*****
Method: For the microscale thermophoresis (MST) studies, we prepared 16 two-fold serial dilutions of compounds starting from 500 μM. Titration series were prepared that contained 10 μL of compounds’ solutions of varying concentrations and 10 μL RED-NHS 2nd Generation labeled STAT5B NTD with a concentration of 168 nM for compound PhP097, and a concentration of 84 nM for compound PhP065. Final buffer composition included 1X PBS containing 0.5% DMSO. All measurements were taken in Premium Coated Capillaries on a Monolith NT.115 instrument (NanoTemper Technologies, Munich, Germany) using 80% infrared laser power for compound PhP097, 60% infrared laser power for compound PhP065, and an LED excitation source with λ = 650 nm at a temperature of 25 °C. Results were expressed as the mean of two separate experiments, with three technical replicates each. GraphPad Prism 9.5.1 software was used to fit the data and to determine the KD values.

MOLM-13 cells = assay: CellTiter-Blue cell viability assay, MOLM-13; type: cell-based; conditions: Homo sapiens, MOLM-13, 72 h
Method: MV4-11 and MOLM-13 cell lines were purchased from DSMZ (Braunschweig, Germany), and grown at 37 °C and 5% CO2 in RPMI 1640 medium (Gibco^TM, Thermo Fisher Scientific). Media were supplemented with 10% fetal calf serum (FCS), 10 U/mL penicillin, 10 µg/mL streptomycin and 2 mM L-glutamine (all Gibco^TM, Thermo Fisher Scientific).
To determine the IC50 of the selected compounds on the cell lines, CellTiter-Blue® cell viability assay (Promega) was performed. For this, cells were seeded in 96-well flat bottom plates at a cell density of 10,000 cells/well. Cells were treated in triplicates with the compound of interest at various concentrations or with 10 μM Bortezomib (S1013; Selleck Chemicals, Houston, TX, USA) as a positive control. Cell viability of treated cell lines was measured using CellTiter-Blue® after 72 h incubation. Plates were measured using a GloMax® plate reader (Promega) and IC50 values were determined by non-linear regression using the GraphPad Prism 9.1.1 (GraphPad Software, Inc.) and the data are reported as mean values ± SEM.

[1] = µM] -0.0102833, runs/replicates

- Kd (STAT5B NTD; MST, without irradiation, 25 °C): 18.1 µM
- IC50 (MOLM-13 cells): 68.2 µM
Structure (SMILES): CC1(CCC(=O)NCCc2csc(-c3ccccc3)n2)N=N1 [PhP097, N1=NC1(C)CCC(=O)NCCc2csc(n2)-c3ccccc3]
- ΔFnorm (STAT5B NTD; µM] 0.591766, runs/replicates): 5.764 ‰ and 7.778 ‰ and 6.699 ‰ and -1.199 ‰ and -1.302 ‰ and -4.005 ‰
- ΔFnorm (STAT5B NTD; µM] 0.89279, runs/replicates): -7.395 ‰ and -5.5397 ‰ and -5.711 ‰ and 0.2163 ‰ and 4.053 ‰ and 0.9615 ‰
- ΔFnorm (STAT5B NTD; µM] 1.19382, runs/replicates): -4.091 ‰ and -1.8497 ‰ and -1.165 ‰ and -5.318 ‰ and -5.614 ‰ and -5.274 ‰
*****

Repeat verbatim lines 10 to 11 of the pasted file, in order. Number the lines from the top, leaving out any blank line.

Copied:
- ΔFnorm (STAT5B NTD; µM] 0.89279, runs/replicates): -7.395 ‰ and -5.5397 ‰ and -5.711 ‰ and 0.2163 ‰ and 4.053 ‰ and 0.9615 ‰
- ΔFnorm (STAT5B NTD; µM] 1.19382, runs/replicates): -4.091 ‰ and -1.8497 ‰ and -1.165 ‰ and -5.318 ‰ and -5.614 ‰ and -5.274 ‰